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Maine State PrisonThomaston, MaineIn 1824, in Thomaston, Maine…

by cnkguy
Maine State PrisonThomaston, MaineIn 1824, in Thomaston, Maine…

Maine State Prison
Thomaston, Maine

In 1824, in Thomaston, Maine the Maine State Prison was established. The purpose behind the facility was for prisoners to serve out life sentences doing hard labor. In other cases, prisoners served hard labor for shorter periods. Men and women alike served time at the Maine State Prison. Eventually women were moved from the facility. During its history the facility was devastated by fires multiple and rebuilt. The prison also had sections for mental health and a segregation unit.

In the many years the Maine State Prison has been in use there have been reports of sightings from guards and prisoners alike. Guards have made claims of someone watching them when there was no one around. Others have stated they have seen the spirits of former prisoners at night when the prison is at its most quiet. Many believe some of the hauntings are a direct result of equipment from an old prison on Thomaston being moved to, and used at, Maine State Prison.

Source: My Haunted Salem


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Black AggieWhen Felix Agnus put up the life-sized shrouded…

by cnkguy
Black AggieWhen Felix Agnus put up the life-sized shrouded…

Black Aggie

When Felix Agnus put up the life-sized shrouded bronze statue of a grieving angel, seated on a pedestal, in the Agnus family plot in the Druid Ridge Cemetery, he had no idea what he had started. The statue was a rather eerie figure by day, frozen in a moment of grief and terrible pain. At night, the figure was almost unbelievably creepy; the shroud over its head obscuring the face until you were up close to it. There was a living air about the grieving angel, as if its arms could really reach out and grab you if you weren’t careful.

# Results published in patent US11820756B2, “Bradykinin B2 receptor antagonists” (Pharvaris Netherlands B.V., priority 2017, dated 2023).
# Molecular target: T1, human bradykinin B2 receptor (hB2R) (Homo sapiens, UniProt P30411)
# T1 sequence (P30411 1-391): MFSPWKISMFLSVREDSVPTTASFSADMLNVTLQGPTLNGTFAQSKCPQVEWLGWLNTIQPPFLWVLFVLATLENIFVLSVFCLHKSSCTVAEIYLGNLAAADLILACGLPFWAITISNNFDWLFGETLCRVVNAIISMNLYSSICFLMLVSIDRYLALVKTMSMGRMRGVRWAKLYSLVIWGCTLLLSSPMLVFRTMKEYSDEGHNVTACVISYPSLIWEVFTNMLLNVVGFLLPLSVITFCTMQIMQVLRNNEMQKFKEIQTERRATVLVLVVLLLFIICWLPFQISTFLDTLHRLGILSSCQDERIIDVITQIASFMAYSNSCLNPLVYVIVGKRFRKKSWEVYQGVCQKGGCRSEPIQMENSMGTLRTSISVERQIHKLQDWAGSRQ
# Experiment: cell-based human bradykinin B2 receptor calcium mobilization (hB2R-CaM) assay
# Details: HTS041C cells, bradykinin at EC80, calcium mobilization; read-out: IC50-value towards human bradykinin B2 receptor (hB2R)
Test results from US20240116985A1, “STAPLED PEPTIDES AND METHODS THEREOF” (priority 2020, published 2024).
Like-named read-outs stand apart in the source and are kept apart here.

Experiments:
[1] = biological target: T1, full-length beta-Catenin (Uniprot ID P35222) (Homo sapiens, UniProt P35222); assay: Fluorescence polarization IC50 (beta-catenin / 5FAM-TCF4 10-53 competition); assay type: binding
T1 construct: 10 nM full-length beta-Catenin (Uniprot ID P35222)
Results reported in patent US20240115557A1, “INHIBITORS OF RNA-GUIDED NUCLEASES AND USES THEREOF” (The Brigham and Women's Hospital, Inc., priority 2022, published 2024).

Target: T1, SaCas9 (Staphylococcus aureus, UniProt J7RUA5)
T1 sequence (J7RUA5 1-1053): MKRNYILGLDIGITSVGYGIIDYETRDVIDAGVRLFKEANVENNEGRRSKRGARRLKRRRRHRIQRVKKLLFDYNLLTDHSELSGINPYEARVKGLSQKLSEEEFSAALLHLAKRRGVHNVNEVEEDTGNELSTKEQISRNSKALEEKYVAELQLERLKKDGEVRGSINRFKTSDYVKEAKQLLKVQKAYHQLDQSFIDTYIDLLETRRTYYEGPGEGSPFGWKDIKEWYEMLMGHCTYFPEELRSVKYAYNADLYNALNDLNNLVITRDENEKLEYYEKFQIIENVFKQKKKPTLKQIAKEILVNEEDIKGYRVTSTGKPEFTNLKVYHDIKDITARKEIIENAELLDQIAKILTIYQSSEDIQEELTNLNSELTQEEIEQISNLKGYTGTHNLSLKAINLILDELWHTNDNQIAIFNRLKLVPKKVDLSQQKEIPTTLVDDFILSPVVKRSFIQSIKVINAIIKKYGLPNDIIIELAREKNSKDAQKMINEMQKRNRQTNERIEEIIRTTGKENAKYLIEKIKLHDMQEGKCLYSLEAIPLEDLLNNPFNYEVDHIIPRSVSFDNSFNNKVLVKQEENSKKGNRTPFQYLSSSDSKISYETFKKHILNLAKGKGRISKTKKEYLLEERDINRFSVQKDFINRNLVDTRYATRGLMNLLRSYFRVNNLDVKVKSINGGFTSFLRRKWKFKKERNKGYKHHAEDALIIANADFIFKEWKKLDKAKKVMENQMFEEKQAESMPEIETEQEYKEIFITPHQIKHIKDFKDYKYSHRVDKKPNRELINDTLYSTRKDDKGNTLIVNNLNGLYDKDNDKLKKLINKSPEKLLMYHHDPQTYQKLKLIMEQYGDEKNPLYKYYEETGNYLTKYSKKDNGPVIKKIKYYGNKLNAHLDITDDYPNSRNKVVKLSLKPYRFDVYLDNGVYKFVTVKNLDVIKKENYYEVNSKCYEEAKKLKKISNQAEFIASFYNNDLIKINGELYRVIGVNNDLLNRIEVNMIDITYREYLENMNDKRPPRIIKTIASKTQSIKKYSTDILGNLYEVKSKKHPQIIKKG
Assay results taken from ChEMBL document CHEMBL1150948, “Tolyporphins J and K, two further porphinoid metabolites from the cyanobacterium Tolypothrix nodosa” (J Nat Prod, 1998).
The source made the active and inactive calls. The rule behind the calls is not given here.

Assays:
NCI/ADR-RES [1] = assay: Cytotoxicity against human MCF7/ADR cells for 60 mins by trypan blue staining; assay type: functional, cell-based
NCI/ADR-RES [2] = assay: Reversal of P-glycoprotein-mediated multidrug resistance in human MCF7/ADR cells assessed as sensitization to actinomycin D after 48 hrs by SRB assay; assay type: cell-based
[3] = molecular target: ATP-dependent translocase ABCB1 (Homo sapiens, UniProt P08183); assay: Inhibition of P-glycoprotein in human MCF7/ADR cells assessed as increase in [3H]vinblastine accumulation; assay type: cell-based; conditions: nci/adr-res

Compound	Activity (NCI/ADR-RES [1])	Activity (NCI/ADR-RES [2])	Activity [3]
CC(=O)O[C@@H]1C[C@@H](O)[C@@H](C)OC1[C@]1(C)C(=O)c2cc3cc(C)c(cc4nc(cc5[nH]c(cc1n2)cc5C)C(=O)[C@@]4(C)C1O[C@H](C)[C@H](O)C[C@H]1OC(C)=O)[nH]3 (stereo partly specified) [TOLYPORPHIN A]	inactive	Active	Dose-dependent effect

It didn’t take long for rumors to sweep through the town and surrounding countryside. They said that the statue – nicknamed Black Aggie – was haunted by the spirit of a mistreated wife who lay beneath her feet. The statue’s eyes would glow red at the stroke of midnight, and any living person who returned the statues gaze would instantly be struck blind. Any pregnant woman who passed through her shadow would miscarry. If you sat on her lap at night, the statue would come to life and crush you to death in her dark embrace. If you spoke Black Aggie’s name three times at midnight in front of a dark mirror, the evil angel would appear and pull you down to hell. They also said that spirits of the dead would rise from their graves on dark nights to gather around the statue at night.

People began visiting the cemetery just to see the statue, and it was then that the local fraternity decided to make the statue of Grief part of their initiation rites. “Black Aggie” sitting, where candidates for membership had to spend the night crouched beneath the statue with their backs to the grave of General Agnus, became popular.

One dark night, two fraternity members accompanied new hopeful to the cemetery and watched while he took his place underneath the creepy statue. The clouds had obscured the moon that night, and the whole area surrounding the dark statue was filled with a sense of anger and malice. It felt as if a storm were brewing in that part of the cemetery, and to their chagrin, the two fraternity members noticed that gray shadows seemed to be clustering around the body of the frightened fraternity candidate crouching in front of the statue.